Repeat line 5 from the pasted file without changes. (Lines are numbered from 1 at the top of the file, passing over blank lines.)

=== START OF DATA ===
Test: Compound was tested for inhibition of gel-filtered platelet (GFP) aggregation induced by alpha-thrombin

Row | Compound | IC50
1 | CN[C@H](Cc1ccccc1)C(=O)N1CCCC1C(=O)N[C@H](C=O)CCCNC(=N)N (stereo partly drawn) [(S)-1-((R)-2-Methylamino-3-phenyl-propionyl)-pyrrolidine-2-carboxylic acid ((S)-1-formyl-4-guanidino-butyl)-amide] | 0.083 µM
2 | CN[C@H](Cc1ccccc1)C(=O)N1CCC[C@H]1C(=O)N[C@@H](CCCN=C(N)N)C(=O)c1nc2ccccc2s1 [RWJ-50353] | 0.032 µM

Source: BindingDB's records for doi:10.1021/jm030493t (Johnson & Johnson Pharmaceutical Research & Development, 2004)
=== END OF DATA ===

Source: BindingDB's records for doi:10.1021/jm030493t (Johnson & Johnson Pharmaceutical Research & Development, 2004)